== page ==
12 A few questions to ask before you invest in a bond fund What sorts of bonds does the fund invest in? How does the fund manage risk? How does the manager determine which bonds to invest in? Picking a fund that meets your needs The names of bond funds can sometimes reveal very little, so it s a good idea to get a sense of the potential risks of a fund by looking at the types of bonds it invests in and what the average credit rating is of its bond holdings. For example, you can choose between funds that invest purely in government bonds, funds that invest in investment grade corporate bonds, or funds that invest only in high yield bonds, or you could choose a fund able to invest in all the different types. Checking how the manager produces an income Income on a bond fund is produced by the regular coupons paid by the bonds held in the portfolio. As you probably expect, you have to pay for the management of any bond fund you invest in. The way these charges are handled will affect the total income you get. Some funds take their charges from income before it is paid out to you, while others take it from the amount you originally invested. Making sure you are happy with the way a fund manages risk The returns from bonds are primarily influenced by changes in interest rates and the ability of the borrower to repay its debt. Different bonds are affected differently by changes in these two key factors. Before you invest, it s worth making sure the company managing your bond fund has the knowledge, experience and resources to monitor these challenges and make changes whenever they are required. Finding out how your fund manager s investment company researches opportunities There are few people who would lend money to someone without knowing anything about them. Investing in bonds is just the same. If your fund manager s investment company has its own team of analysts, they can carry out their own in-depth research into the bonds they might hold. This means they aren t relying solely on information from credit rating agencies, which is available to everyone. With greater insight, a well-resourced investment team should be able to make more informed decisions on your behalf. 12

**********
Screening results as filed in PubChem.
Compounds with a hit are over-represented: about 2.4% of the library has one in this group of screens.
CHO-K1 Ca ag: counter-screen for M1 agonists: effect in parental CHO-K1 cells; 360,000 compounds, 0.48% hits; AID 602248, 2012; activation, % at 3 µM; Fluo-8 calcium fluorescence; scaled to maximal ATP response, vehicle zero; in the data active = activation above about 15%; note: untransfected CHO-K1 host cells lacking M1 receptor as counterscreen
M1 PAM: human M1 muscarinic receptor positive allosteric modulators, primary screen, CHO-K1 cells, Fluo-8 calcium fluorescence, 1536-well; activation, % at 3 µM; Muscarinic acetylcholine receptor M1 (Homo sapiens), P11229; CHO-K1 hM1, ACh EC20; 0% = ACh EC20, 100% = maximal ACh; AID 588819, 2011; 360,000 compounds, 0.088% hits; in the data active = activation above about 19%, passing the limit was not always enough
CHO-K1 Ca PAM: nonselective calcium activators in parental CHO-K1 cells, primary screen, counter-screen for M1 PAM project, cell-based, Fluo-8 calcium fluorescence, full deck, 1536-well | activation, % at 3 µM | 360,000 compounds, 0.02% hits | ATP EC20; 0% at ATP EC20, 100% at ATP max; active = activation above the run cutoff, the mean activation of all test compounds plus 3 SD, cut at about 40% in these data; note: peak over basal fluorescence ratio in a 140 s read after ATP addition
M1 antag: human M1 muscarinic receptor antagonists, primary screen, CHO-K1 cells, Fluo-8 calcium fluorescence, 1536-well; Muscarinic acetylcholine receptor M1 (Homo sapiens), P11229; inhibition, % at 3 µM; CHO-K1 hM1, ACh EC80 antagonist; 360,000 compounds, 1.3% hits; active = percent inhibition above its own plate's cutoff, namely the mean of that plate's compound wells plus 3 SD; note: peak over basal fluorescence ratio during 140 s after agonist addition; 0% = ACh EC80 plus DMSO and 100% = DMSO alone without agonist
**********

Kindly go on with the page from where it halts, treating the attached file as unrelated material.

13 Glossary Glossary of investment terms Explanations of some of the terms you would have come across in this guide. Bond A loan in the form of a security, usually issued by a government or company, which normally pays a fixed rate of interest over a given time period, at the end of which the initial amount borrowed is repaid. Bunds Fixed income securities issued by the German government. Capital return The term for the gain or loss derived from an investment over a particular period. Capital return includes capital gain or loss only and excludes income (in the form of interest or dividend payments). Corporate bonds Fixed income securities issued by a company. They are also known as corporate bonds and can offer higher interest payments than bonds issued by governments as they are often considered more risky. Coupon The interest paid by the government or company that has raised a loan by selling bonds. Credit rating An independent assessment of a borrower s ability to repay its debts. A high rating indicates that the credit rating agency considers the issuer to be at low risk of default; likewise, a low rating indicates high risk of default. Standard & Poor s, Fitch and Moody s are the three most prominent credit rating agencies. Default means that a company or government is unable to meet interest payments or repay the initial investment amount at the end of security s life. Default When a borrower does not maintain interest payments or repay the amount borrowed when due. Diversification/Diversified The practice of investing in a variety of assets. This is a risk management technique where, in a well-diversified portfolio, any loss from an individual holding should be offset by gains in other holdings, thereby lessening the impact on the overall portfolio. Equities Shares of ownership in a company. Face value The initial price of a bond, also known as par value. Fixed income security A loan in the form of a security, usually issued by a government or company, which normally pays a fixed rate of interest over a given time period, at the end of which the initial amount borrowed is repaid. Gilts Fixed income securities issued by the UK government. Government bonds Fixed income securities issued by governments, which normally pay a fixed rate of interest over a given time period, at the end of which the initial investment is repaid. High yield bonds Fixed income securities issued by companies with a low credit rating from a recognised credit rating agency. They are considered to be at higher risk of default than better quality, ie higher-rated fixed income securities but have the potential for higher rewards. Default means that a company or government is unable to meet interest payments or repay the initial investment amount at the end of security s life. 13